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MONDAY, Jan. 27, 2014 (HealthDay News) -- Doctors have a vital role in increasing the number of girls and young women who get a vaccine that helps protect them against cervical cancer, according to a new study.
Despite calls by experts for universal human papillomavirus (HPV) vaccination for girls aged 11 and 12, recent U.S. data show that only 14.5 percent of girls in that age group have received at least one dose of the HPV vaccine and only 3 percent have completed the three-dose series.
One reason for these low numbers is that too few doctors are recommending the vaccine to their patients, according to researchers from the Moffitt Cancer Center in Tampa, Fla.
They examined surveys sent in 2009 and 2011 to doctors across the United States asking them how often they recommend the HPV vaccine. During that span, there was only a modest increase in the number of doctors who consistently recommended the vaccine to girls aged 11 and 12, and no significant increase in recommendations for girls aged 13 to 26, the researchers said.
Pediatricians and obstetricians/gynecologists were more likely to recommend HPV vaccination than family doctors, and younger doctors were more likely to do so than older ones, the study found.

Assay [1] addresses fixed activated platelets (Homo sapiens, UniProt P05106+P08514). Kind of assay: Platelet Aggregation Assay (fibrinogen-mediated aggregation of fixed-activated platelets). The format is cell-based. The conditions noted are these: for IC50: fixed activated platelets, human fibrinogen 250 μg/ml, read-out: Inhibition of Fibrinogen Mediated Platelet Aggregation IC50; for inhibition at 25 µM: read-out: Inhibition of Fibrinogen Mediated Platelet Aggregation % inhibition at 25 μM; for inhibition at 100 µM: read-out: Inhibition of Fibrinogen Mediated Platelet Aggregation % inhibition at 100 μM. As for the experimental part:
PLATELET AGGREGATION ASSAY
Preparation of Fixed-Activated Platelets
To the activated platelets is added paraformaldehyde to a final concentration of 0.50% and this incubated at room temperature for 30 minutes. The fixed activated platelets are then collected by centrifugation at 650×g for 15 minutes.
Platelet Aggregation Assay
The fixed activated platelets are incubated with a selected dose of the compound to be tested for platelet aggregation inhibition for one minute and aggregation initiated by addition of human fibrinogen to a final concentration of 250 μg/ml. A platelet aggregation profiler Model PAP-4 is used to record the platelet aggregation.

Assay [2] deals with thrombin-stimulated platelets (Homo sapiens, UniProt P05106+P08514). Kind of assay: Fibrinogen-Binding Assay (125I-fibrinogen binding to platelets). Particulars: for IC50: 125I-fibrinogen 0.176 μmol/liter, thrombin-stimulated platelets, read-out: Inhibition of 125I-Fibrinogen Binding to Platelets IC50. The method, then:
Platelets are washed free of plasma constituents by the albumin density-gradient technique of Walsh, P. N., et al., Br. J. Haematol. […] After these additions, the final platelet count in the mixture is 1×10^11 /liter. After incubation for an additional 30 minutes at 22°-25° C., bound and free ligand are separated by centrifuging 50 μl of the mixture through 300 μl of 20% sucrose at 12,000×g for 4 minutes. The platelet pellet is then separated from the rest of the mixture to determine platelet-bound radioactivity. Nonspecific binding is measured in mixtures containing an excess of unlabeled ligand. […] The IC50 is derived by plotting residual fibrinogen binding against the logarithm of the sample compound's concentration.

The findings were published in the January issue of the American Journal of Preventive Medicine.
"Physician recommendation is central to increasing HPV vaccination rates because it is one of the most important predictors of whether a patient gets the HPV vaccine," Susan Vadaparampil, associate member of the health outcomes and behavior program at Moffitt, said in a center news release.
The researchers said family doctors in particular have to make more HPV vaccine recommendations to patients.
More recommendations from doctors likely will result in more patients getting vaccinated, said Teri Malo, a research scientist at Moffitt. "[This] in turn will prevent most cervical cancers and possibly other HPV-related cancers," Malo said in the news release.
-- Robert Preidt
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